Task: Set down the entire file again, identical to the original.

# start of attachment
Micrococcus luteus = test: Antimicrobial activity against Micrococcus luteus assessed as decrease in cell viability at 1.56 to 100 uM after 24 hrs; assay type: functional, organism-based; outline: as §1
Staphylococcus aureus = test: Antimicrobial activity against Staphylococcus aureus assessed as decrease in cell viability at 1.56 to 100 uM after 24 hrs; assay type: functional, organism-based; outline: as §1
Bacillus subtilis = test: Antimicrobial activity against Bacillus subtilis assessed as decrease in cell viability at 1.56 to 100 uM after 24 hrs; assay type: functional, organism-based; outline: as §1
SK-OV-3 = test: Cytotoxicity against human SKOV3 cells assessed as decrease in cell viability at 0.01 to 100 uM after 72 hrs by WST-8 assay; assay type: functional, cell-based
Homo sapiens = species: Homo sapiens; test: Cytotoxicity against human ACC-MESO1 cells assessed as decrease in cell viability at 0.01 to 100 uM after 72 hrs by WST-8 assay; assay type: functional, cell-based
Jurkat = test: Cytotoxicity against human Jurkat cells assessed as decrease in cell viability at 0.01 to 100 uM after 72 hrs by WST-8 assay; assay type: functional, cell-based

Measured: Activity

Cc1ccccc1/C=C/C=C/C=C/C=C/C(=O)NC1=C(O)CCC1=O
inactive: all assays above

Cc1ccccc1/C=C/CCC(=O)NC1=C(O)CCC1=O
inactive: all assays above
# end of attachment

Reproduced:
Micrococcus luteus = test: Antimicrobial activity against Micrococcus luteus assessed as decrease in cell viability at 1.56 to 100 uM after 24 hrs; assay type: functional, organism-based; outline: as §1
Staphylococcus aureus = test: Antimicrobial activity against Staphylococcus aureus assessed as decrease in cell viability at 1.56 to 100 uM after 24 hrs; assay type: functional, organism-based; outline: as §1
Bacillus subtilis = test: Antimicrobial activity against Bacillus subtilis assessed as decrease in cell viability at 1.56 to 100 uM after 24 hrs; assay type: functional, organism-based; outline: as §1
SK-OV-3 = test: Cytotoxicity against human SKOV3 cells assessed as decrease in cell viability at 0.01 to 100 uM after 72 hrs by WST-8 assay; assay type: functional, cell-based
Homo sapiens = species: Homo sapiens; test: Cytotoxicity against human ACC-MESO1 cells assessed as decrease in cell viability at 0.01 to 100 uM after 72 hrs by WST-8 assay; assay type: functional, cell-based
Jurkat = test: Cytotoxicity against human Jurkat cells assessed as decrease in cell viability at 0.01 to 100 uM after 72 hrs by WST-8 assay; assay type: functional, cell-based

Measured: Activity

Cc1ccccc1/C=C/C=C/C=C/C=C/C(=O)NC1=C(O)CCC1=O
inactive: all assays above

Cc1ccccc1/C=C/CCC(=O)NC1=C(O)CCC1=O
inactive: all assays above